About 3.2 million homes, or 6.3 percent of all U.S. residential properties with a mortgage, were still in “negative equity” by the end of the third quarter of 2016
The long-term rate has climbed 66 basis points in six weeks, boosted by the post-election selling spree in Treasuries.
A widely tracked index of U.S. home prices has hit a new high, surpassing a previous peak set in July 2006 — well before the all-out housing crisis of 2007-2009.
Was it a case of pre-election jitters about the housing market’s direction and interest rates poised to move higher? That could have been a factor behind the release of pent-up demand that pushed up sales of existing homes in October to a near 10-year-high annualized rate.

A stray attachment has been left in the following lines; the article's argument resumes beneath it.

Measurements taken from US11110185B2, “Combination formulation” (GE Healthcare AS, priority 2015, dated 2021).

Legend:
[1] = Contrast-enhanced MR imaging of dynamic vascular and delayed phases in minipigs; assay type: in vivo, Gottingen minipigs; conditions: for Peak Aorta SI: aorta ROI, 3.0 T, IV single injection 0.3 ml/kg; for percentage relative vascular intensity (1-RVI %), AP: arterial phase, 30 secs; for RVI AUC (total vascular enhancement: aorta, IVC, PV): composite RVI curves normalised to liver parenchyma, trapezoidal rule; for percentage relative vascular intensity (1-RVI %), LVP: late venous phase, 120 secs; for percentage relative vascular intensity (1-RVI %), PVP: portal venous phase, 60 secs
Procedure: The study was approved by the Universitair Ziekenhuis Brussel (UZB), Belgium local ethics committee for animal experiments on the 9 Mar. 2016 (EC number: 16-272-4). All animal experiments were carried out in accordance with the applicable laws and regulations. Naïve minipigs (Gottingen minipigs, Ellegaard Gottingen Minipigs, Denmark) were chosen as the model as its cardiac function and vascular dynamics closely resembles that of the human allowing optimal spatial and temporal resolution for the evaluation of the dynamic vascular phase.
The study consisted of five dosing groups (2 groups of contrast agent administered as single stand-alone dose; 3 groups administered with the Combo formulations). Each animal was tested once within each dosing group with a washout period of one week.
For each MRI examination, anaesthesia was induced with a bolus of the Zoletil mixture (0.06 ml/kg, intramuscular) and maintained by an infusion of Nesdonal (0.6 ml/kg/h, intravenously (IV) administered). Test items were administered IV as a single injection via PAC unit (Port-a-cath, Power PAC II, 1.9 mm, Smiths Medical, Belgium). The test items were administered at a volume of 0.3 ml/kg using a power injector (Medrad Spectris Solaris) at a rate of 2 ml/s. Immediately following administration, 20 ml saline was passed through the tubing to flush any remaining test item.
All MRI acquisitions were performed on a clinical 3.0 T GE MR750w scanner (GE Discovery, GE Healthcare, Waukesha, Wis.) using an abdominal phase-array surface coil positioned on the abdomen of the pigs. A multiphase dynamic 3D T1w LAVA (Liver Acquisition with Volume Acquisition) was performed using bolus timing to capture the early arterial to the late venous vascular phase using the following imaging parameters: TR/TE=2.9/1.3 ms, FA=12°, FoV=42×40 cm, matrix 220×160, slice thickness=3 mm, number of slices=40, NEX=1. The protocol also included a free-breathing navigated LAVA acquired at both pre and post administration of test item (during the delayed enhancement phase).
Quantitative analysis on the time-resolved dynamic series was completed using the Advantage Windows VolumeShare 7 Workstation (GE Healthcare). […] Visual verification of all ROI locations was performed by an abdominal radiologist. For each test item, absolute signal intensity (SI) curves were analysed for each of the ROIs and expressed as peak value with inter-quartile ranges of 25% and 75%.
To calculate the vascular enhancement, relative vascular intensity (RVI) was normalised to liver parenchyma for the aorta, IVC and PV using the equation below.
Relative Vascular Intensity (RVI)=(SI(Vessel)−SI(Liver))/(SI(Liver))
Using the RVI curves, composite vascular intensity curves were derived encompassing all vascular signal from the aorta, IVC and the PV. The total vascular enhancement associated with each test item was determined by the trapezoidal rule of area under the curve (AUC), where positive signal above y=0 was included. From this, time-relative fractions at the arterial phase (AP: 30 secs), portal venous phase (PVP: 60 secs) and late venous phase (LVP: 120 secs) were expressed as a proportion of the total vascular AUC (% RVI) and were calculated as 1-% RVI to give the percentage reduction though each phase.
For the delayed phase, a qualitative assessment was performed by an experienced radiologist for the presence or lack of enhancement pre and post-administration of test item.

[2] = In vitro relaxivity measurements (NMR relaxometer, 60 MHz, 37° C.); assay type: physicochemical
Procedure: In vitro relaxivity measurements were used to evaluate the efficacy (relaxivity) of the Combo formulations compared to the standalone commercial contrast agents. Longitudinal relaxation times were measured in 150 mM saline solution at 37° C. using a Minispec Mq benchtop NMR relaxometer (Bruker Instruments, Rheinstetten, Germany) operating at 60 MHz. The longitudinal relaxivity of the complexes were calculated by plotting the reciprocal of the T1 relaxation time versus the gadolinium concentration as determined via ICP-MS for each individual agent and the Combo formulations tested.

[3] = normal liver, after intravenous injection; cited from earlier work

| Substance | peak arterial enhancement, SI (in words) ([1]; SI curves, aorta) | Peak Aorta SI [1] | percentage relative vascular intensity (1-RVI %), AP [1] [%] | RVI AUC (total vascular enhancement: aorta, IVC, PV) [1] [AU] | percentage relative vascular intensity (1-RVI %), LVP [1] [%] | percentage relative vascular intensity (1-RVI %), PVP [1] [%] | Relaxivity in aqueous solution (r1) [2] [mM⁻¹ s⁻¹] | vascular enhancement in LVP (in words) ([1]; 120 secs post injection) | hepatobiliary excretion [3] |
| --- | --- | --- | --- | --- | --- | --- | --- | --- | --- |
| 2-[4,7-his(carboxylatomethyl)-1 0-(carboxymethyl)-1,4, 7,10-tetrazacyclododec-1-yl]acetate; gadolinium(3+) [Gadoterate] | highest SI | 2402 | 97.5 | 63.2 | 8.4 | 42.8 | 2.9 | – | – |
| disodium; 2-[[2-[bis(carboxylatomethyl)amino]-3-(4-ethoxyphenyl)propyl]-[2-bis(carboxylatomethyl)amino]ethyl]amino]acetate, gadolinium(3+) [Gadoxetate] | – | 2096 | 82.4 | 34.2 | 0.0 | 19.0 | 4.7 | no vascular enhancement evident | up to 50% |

An historic sell-off in the Treasury market has pushed the average 30-year fixed rate to 3.94 percent, up from 3.57 percent last week, Freddie Mac says.
For now, average mortgage rates stayed in mostly historically low territory this week, but they could be creeping higher in coming weeks.
A shortage of homes didn’t stop Americans from buying existing properties as sales rose 3.2 percent in June, reaching the highest annual rate since June — 5.47 million units, according to the National Association of Realtors.
The bad news: The bond market is anticipating a Federal Reserve rate increase later this year.
Zillow is forecasting that rents will rise in 34 of the 35 largest U.S. metros, though 11 of the 35 are expected to see slower growth.
This demographic shit has also been playing a role in both the lack of inventory and in the slowness in new home sales over the past several years.